Protecting Plant Surfaces in a Changing Climate: Understanding Synthesis, Form and Function of the Plant Cuticle Using Corn Silks as a Model System

Dr. Marna Yandeau-Nelson
27 Mar 2024
11:00 AM
2630 Memorial Union
  • Rossmann-Manatt Faculty Seminar
  • Committee on Lectures (funded by Student Government)

The Rossmann-Manatt Faculty Seminar

To develop solutions for the agricultural sector to maintain or increase crop yields amidst extreme weather conditions often seen with climate change, it is important to understand mechanisms by which plants combat stresses in the environment. One such mechanism is the plant cuticle, which is a hydrophobic barrier that provides a first line of defense by which plants protect themselves from stresses, including extremes of temperature, drought, frost, and solar irradiation.  Our team takes systems’ biology, classical and quantitative genetic, synthetic biology, and biochemistry approaches to decipher the genetic networks that underlie the deposition of the protective cuticle on the aerial surfaces of plants. We focus our work on the silks of corn, which serve as conduits for pollination and subsequent fertilization of the ovule for kernel production, thereby being critical for crop yield. In fact, we estimate that silks annually facilitate 7 quadrillion successful fertilization events as part of global corn grain production! By understanding the genetic networks responsible for cuticle synthesis and the protective qualities of the cuticle, we lay an important foundation for efforts to develop plants with “designer” cuticles that can protect silks and other plant organs from environmental stress and enable sustained or enhanced production under extreme environmental pressures. This seminar will provide an overview of our efforts to dissect the genetic networks associated with cuticle synthesis using diverse approaches, including 1) systems’ biology strategies, 2) building these pathways from scratch in tissues or organisms that do not naturally make a cuticle,  and 3) as facilitated by the Rossman-Mannatt award, exploring the role of “orphan” genes, which are only present in the genome of a single species, on cuticle biosynthesis and deposition.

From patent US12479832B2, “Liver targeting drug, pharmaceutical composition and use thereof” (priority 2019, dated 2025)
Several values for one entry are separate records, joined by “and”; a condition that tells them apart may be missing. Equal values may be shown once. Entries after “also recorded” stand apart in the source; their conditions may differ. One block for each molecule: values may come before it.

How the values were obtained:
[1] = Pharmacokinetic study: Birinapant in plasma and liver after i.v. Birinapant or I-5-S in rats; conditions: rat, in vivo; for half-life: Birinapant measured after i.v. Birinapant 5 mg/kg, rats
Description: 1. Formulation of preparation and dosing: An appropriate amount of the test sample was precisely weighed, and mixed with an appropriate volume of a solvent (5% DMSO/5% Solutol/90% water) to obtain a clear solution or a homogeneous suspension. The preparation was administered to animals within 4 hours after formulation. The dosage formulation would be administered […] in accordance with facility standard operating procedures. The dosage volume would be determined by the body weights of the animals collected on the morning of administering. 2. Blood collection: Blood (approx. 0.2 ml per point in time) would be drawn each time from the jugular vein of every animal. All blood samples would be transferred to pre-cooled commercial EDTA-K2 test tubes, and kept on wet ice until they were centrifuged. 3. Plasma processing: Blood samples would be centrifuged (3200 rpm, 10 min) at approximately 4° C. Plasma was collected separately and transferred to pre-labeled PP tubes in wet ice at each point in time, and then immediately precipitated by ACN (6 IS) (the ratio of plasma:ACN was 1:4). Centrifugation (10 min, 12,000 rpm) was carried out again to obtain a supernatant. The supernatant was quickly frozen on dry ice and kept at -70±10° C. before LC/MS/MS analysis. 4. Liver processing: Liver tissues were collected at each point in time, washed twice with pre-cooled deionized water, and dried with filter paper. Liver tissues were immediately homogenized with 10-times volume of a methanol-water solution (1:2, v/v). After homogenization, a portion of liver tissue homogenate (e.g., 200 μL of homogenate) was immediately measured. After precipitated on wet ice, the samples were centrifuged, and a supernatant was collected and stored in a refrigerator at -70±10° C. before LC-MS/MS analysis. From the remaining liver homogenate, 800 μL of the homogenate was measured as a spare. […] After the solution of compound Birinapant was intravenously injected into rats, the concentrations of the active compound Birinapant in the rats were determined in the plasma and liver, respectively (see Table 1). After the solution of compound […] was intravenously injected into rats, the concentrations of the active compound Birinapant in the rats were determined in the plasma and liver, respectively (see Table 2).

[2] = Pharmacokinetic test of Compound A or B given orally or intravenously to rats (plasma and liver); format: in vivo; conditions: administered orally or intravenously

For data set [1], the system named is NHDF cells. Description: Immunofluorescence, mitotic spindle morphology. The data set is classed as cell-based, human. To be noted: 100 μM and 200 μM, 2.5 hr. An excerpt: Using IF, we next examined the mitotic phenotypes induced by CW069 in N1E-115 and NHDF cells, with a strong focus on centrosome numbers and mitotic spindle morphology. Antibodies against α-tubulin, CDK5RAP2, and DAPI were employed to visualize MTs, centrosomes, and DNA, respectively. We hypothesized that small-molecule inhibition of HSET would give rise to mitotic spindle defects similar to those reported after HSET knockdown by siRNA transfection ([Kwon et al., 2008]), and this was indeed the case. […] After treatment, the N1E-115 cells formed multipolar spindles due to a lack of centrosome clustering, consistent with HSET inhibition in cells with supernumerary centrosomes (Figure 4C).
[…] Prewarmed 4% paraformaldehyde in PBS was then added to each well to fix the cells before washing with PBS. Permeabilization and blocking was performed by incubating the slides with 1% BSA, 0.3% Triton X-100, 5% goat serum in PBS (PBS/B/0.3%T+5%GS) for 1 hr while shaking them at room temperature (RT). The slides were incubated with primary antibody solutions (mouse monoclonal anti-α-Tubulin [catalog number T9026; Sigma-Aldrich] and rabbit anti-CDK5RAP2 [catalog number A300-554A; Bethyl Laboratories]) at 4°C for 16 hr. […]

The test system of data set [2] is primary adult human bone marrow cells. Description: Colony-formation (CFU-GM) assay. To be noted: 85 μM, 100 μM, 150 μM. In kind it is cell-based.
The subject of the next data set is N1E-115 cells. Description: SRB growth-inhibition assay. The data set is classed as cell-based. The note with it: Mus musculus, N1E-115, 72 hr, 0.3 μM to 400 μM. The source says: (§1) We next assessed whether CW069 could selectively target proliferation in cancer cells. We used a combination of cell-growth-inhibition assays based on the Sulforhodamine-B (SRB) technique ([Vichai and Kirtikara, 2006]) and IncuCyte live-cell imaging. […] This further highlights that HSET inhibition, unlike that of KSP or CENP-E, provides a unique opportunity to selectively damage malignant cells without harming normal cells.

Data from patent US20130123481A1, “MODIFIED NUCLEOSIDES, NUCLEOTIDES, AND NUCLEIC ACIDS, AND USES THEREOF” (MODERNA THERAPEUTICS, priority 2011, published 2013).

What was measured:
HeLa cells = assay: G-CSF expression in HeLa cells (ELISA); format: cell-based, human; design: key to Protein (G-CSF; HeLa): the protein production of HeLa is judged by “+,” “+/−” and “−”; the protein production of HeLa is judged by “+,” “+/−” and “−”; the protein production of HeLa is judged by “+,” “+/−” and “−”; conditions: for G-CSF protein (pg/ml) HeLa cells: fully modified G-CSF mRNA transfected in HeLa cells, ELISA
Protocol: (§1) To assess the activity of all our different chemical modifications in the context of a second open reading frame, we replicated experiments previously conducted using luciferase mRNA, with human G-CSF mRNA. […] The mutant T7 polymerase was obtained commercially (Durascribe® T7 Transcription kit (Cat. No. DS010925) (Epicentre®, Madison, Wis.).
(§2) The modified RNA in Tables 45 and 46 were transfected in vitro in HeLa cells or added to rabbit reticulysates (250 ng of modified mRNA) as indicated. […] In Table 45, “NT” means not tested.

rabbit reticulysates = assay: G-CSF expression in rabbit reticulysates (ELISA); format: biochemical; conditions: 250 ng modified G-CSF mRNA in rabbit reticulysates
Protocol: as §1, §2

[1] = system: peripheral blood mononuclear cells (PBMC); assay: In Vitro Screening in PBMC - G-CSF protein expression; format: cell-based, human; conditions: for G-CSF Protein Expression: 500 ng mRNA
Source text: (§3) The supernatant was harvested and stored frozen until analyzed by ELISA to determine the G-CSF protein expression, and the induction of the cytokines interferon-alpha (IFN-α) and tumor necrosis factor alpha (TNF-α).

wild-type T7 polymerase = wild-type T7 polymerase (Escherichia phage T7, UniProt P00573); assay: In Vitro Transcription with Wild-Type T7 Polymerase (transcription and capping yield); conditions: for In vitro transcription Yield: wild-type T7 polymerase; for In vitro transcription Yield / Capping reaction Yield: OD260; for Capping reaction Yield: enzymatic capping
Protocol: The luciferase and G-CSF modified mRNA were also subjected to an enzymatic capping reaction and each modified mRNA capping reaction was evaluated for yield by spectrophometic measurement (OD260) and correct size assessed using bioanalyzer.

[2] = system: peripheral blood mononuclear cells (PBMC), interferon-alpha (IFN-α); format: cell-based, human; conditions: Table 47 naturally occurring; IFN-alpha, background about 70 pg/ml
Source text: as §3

Dr. Yandeau-Nelson received a PhD in Genetics from Iowa State University in 2005, and she studied the genetics of starch biosynthesis in maize as a postdoctoral scholar at Penn State University from 2005-2008. As faculty in the Department of Genetics, Development & Cell Biology at Iowa State University, her work focuses on the biosynthetic and regulatory genetic networks of metabolic traits, to increase both the fundamental knowledge of cellular metabolism and to use that knowledge for downstream practical applications (i.e. plant breeding for resistance to stresses and the development of biorenewable chemicals and fuels).  She recently received the M. Rhoades Early-Career Maize Genetics Award from the Maize Genetics Cooperation.

This lecture has been recorded and is available for viewing on the Lectures Available Recordings page.